Although some believe the current period is a continuation of the third wave, the recent Klan activity detailed by SPLC’s 2016 report points to a different story. Not only is the Klan growing, but it is also driven by a more robust ideology similar to that of the second wave. Unlike the third wave, this period is fueled by hatred of Muslims, anti-immigration, anti-Semitism, and anti-LGBT sentiments, as well as racism towards African Americans. In a recent Vice News documentary about the Klan, Daryl Johnson, former senior domestic terrorism analyst at the Department of Homeland Security said with respect to domestic extremism, “We’re currently in one of the hottest periods of extremist activity that I’ve seen in my 20-year career.” Today, the SPLC estimates there are roughly between 5,000-8,000 members across the dozens of independent groups that use variations of the Klan name.
Not only is the Klan growing, but it is also driven by a more robust ideology similar to that of the second wave.
Not only is Klan membership growing, but the groups have also demonstrated an uptick in activity compared to the latter part of the 20th century. In 2000, a civil lawsuit was filed against one of the most aggressive Klan groups at the time – the Indiana-based American Knights of the Ku Klux Klan – for holding two journalists hostage at gunpoint the previous year. In 2005, Klansman Daniel James Schertz pleaded guilty to attempting to blow up buses carrying Mexican workers in Florida. In the summer of 2006, a 16-year old was viciously beaten by two members of the Imperial Klans of America at a fair in Kentucky, because the teen was mistakenly believed to be Latino. In November 2014, the Missouri-based Traditionalist American Knights threatened to use ‘lethal force’ against protestors in Ferguson. In a 2015 BBC documentary about the Alabama Loyal White Knights, one Klansman stated they are preparing for a “great war,” where “you’ll see a bunch of Americans getting killed and blown up.” Also in 2015, Carolina Knights of the KKK founder Frazier Glenn Miller was sentenced to death for killing three people outside of a Jewish community center in 2014. Although these are just a handful of examples, they indeed reinforce the argument that we are witnessing increased activity and a fourth, distinct wave of KKK history. (For more examples of KKK violence, see the SPLC’s hate crime incidents database).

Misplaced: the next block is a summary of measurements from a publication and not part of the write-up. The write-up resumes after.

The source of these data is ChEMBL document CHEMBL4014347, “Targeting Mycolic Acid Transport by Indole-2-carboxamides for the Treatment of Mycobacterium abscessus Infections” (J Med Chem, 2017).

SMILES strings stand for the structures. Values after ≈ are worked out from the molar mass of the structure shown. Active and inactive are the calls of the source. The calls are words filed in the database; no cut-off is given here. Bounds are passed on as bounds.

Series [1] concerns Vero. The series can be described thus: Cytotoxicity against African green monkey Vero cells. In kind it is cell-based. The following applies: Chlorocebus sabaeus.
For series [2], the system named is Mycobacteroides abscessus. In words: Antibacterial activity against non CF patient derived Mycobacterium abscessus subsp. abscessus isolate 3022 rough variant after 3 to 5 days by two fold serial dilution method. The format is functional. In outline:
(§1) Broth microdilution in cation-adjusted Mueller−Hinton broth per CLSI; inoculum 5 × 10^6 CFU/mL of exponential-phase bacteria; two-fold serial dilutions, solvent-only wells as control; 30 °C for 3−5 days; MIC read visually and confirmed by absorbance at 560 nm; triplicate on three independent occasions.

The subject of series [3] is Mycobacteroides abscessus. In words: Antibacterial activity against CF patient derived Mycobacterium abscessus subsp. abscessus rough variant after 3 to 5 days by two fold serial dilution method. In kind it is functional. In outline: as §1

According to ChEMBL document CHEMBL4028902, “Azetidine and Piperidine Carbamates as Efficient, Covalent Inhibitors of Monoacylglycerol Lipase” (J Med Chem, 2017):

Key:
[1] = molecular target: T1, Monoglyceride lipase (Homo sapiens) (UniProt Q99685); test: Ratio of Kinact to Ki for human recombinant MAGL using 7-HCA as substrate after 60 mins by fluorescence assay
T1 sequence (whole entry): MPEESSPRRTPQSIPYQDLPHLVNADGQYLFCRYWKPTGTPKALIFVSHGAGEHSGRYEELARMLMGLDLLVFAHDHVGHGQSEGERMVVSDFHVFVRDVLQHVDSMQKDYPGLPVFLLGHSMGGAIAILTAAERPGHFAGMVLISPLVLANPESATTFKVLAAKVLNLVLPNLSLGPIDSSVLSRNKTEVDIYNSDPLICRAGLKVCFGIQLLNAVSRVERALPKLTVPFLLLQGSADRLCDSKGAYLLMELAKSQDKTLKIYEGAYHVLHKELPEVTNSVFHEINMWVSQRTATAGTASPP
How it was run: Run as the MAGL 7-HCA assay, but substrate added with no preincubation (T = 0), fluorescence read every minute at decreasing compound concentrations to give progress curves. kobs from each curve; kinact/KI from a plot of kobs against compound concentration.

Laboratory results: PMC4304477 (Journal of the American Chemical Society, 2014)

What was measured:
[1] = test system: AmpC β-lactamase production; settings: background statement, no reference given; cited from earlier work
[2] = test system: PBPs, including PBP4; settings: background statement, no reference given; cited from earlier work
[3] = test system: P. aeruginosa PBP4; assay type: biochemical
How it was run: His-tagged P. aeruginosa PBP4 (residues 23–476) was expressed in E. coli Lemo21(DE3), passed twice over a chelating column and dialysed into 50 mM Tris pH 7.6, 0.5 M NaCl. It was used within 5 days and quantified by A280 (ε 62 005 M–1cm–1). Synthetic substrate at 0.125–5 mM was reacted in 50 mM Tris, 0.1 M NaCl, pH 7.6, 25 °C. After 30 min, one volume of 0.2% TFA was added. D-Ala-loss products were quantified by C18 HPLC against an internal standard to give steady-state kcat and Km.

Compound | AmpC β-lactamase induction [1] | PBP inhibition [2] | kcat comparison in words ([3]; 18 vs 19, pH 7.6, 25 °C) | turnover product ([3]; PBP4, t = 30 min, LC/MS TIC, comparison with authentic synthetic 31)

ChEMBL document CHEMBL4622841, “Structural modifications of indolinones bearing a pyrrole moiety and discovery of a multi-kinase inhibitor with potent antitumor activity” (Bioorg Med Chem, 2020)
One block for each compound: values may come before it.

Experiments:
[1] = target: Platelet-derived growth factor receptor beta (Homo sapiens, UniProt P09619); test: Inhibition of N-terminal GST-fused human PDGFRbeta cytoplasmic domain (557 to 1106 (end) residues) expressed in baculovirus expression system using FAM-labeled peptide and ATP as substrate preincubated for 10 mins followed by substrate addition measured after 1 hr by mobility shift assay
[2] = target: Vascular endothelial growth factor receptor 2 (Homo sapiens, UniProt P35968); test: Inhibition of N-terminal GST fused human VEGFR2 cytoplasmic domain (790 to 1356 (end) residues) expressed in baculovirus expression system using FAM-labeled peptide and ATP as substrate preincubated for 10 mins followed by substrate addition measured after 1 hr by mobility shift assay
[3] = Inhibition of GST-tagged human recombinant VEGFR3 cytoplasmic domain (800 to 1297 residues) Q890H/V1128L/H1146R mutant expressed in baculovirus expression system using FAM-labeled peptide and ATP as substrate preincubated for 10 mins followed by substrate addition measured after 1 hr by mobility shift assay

After 9/11, law enforcement efforts shifted towards the threat from jihadist terrorism, and as a result, ignited an ongoing debate about whether right-wing or jihadist terrorists have killed more people. Regardless, it is important to remember that extremism is not bound to a single color, shape, or ideology, and that right-wing extremists are just as capable of carrying out attacks as jihadists.
There have been some promising steps towards more effectively addressing the threats posed by radical right-wing extremists, like the re-establishment of the Attorney General’s Domestic Terrorism Executive Committee (DTEC) in June 2015 and the creation of a new Domestic Terrorism Counsel position at the National Security Division (NSD). However, the momentum must not stop there.
It is critical that law enforcement officials at every level of government have all the necessary tools at their disposal to effectively counter the potential threat posed by the Klan and other radical right-wing extremists. According to domestic terrorism expert Daryl Johnson in a statement to the Senate in 2012, there are many effective ways to do this. Johnson cites a severe shortage of domestic terrorism analysts at the federal level as one major shortcoming, especially the void of qualified domestic terrorism specialists following a wave of retirements after the 1990s. Similarly, he calls for the FBI to resume publishing the annual “Terrorism in the United States” report (discontinued in 2006), which provided the public, state, and local law enforcement with invaluable statistical analysis and policy information about domestic terrorism trends. Additionally, the Justice Department’s Bureau of Justice Assistance (BJA) state and local law enforcement training program known as SLATT should be expanded to include other agencies, as well as other elements of right-wing extremism.
These tools are essential, because, in some cases, pursuing radical right-wing groups in the U.S. can be more difficult than pursuing jihadists. Under U.S. law and the protections of the First Amendment, belonging to a hate group such as the KKK is not illegal; nor is the Klan a designated terrorist organization like al Qaeda or the Islamic State. Rather than prosecuting individuals under terrorism statutes – which is a common legal approach used to charge American Islamic State or al Qaeda supporters who may not have yet committed acts of violence – dealing with radical right-wing groups requires relying strictly on the law enforcement approach. Put simply, law enforcement officials must concentrate on the violation of federal statutes, the solicitation to commit violence or actual violence committed by individuals themselves, rather than demonstrating membership or association with radical right-wing groups or prosecuting them under terrorism statutes. These conditions require that law enforcement officials have every tool necessary to counter violence from the growing threat of the Klan and other associated groups.
From history, we know that there has always been a spike in Klan activity during unrest and momentous civil transformation. Today, this is occurring as a distinct fourth wave following 9/11 and the issues that have arisen since, including the immigration debate, where one Klan group called for ‘corpses’ along the U.S-Mexican border, or the fight for LGBT rights, which led another chapter to call for its members to “kill gay people.” The infamous cross-burnings are a symbol of a gruesome past that we might want to forget, but by doing so we also risk losing sight of the terror and hate that the KKK was, and still is, capable of.